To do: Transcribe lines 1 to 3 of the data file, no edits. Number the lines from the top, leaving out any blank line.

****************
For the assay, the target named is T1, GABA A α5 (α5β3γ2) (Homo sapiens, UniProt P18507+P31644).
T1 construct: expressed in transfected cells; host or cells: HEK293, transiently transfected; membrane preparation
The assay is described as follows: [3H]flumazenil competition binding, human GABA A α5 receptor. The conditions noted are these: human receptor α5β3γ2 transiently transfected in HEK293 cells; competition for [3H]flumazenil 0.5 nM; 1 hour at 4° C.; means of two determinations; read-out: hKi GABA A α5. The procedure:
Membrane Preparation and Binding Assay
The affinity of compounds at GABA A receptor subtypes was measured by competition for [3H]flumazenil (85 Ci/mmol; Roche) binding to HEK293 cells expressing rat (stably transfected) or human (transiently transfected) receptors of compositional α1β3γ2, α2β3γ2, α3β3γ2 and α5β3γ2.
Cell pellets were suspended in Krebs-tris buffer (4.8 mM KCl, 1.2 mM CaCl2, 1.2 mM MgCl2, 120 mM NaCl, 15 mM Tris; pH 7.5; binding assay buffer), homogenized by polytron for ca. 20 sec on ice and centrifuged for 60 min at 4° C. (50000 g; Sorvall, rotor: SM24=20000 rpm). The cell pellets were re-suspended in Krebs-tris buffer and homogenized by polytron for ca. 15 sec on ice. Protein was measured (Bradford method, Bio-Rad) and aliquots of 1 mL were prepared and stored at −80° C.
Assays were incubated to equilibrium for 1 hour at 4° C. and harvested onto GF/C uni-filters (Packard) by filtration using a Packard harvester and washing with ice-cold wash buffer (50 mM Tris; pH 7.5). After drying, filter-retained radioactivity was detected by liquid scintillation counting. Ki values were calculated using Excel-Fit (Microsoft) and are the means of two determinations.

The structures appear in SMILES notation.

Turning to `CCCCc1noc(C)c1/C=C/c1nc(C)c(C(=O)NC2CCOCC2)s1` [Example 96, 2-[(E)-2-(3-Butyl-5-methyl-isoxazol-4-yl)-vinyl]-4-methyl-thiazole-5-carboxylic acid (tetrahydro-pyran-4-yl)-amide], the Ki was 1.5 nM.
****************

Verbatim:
For the assay, the target named is T1, GABA A α5 (α5β3γ2) (Homo sapiens, UniProt P18507+P31644).
T1 construct: expressed in transfected cells; host or cells: HEK293, transiently transfected; membrane preparation
The assay is described as follows: [3H]flumazenil competition binding, human GABA A α5 receptor. The conditions noted are these: human receptor α5β3γ2 transiently transfected in HEK293 cells; competition for [3H]flumazenil 0.5 nM; 1 hour at 4° C.; means of two determinations; read-out: hKi GABA A α5. The procedure: